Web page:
Start from the beginning. What is the minimum wage in Massachusetts?
Currently, the Massachusetts minimum wage is $8 an hour. That's above the federal level of $7.25 an hour, but below the rate of some other states, like Connecticut, which also just enacted the highest state minimum wage — to $10.10 an hour by 2017.
There's a separate minimum wage — $2.63 — for tipped Massachusetts workers (also above the national level, which is $2.13), and an hourly wage of $1.60 for agricultural employees.
(A note on the tipped minimum: In 2012, the average hourly pay — that is, wages plus tips — for waiters and waitresses in the Boston metro area was $13.69, the U.S. government found.)
Got it. So I hear some people want to raise those various minimum wages in Massachusetts. When did we last do that?
The Massachusetts minimum wage was last changed in 2008. And the state's wage currently doesn't have automatic upward adjustments indexed to inflation, as many states have.
In fact, the left-leaning Massachusetts Budget and Policy Center has researched how the state's minimum wage has been eroded by inflation, and concluded that the real (inflation-adjusted) value of the wage has dropped 25 percent since 1968. (Critics, though, say 1968 is an arbitrary year to use for the comparison.)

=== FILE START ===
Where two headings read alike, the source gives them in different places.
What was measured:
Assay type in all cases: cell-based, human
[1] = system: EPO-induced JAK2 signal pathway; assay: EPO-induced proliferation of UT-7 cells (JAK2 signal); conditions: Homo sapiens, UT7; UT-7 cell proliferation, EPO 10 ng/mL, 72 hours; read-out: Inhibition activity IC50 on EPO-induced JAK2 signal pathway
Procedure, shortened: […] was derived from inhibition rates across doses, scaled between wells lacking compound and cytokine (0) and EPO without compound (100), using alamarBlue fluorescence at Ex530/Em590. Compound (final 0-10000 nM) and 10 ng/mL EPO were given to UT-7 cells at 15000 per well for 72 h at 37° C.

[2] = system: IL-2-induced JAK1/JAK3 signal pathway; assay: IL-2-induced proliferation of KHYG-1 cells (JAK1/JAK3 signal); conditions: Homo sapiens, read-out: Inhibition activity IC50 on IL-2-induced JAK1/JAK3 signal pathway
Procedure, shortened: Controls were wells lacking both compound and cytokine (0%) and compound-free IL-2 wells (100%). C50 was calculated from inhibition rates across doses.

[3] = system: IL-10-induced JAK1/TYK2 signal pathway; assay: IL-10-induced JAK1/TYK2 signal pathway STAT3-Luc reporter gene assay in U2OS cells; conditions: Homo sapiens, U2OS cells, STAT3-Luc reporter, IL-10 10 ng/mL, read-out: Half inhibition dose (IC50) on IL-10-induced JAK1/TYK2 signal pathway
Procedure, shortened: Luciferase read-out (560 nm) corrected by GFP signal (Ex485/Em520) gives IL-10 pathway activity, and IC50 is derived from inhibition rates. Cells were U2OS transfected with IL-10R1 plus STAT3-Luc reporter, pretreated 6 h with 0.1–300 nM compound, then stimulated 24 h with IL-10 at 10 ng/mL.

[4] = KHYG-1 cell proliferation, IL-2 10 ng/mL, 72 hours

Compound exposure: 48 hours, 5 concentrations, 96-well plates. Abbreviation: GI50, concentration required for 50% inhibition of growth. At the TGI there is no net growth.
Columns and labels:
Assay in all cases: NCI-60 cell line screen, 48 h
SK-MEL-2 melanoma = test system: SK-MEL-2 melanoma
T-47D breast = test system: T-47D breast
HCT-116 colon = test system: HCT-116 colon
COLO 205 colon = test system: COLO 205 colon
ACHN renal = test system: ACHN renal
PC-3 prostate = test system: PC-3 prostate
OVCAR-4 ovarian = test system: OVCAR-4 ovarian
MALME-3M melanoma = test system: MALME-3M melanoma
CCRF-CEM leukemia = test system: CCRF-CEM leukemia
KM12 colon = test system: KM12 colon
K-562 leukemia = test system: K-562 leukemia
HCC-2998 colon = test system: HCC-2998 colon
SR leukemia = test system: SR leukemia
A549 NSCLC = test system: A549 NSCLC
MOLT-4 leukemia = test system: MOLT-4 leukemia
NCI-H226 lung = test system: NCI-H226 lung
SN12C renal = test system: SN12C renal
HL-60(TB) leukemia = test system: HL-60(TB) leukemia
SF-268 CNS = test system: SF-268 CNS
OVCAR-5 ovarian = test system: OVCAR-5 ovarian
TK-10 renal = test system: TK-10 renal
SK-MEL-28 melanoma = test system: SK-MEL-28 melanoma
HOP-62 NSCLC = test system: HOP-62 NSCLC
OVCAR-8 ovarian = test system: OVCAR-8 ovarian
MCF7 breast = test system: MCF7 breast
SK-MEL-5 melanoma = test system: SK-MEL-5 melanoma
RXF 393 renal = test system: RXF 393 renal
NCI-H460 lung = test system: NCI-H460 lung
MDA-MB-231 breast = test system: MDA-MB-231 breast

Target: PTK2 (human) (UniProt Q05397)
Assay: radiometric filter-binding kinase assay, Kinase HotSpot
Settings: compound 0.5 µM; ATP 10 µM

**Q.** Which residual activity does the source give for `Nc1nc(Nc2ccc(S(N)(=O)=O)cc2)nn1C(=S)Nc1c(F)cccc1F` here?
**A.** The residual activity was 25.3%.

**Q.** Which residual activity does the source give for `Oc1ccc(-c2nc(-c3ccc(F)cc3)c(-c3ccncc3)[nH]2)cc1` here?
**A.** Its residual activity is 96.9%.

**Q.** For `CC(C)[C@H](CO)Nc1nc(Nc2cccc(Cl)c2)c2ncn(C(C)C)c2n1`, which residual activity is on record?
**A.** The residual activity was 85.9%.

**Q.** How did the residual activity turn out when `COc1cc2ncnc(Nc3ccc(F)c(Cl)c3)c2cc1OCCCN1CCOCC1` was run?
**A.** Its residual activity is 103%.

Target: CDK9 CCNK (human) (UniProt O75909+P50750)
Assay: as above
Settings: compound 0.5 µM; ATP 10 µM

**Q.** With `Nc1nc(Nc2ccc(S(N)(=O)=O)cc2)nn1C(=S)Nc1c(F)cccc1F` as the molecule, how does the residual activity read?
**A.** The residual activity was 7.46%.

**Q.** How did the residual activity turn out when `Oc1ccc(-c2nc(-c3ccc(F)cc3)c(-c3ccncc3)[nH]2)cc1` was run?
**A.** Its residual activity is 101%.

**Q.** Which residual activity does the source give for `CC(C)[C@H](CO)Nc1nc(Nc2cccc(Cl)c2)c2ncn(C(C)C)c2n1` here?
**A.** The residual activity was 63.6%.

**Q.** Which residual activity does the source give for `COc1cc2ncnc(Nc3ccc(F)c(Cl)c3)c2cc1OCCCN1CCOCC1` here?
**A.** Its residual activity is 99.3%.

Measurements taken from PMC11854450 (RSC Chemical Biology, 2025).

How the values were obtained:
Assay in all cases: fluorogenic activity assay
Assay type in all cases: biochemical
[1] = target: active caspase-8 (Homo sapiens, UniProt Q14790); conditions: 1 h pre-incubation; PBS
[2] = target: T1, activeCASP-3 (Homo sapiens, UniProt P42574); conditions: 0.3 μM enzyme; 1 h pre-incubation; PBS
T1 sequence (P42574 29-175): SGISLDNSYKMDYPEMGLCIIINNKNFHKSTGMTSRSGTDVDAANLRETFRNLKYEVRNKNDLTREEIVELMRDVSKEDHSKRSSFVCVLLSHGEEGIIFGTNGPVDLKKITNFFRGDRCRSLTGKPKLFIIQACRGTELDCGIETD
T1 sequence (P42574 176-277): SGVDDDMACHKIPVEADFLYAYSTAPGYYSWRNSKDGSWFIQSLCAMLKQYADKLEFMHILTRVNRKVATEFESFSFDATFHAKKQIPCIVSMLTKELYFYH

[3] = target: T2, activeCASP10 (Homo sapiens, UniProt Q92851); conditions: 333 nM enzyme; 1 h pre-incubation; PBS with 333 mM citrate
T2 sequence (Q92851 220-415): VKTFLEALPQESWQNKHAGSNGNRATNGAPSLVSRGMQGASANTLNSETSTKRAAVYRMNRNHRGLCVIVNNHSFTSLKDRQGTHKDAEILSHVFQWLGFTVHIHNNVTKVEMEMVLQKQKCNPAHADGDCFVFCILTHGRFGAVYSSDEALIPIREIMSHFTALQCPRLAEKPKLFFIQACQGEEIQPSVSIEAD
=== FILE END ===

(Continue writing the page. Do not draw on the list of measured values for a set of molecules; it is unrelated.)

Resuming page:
OK, so what are the wage-raising proposals on the table right now?
Here's the situation in Massachusetts: In November, the state Senate approved a bill that would raise the minimum wage to $11 an hour by 2016, and then tie future increases to inflation. The package would also raise the tipped minimum wage to 50 percent of the regular minimum wage.
Now the ball is in the House's court, and it's right now looking at a slightly different proposal. A few weeks ago, Speaker Robert DeLeo called for raising the minimum wage to $10.50 by 2016. Additionally, his plan would not index future increases to inflation, and would bring the tipped minimum wage to $3.75 by 2016. The full chamber is set to debate the issue.
Another sticking point has been unemployment insurance reforms. DeLeo's package ties the reforms and a minimum wage hike together, while the Senate passed two pieces of legislation separately. So the various UI reform proposals have to be reconciled as well.
And apart from the Legislature, an advocacy group called Raise Up Massachusetts is leading an effort to put a minimum wage increase and earned sick time on the November ballot. It's also pressing legislators on inflation-indexed increases and a higher tipped wage.
So between the legislative proposals (and a supportive governor) and the ballot effort, it's looking very likely that the Massachusetts minimum wage is headed up — even higher than Connecticut's just-passed level. But obviously, key details remain up in the air.
And, of course, the Massachusetts action is going on amid a national debate on the issue. Cities, other states and the federal government are weighing wage hikes of their own.
But many people oppose such legislation. What's their reasoning?
There's a big, long-running debate over the efficacy of minimum wage hikes.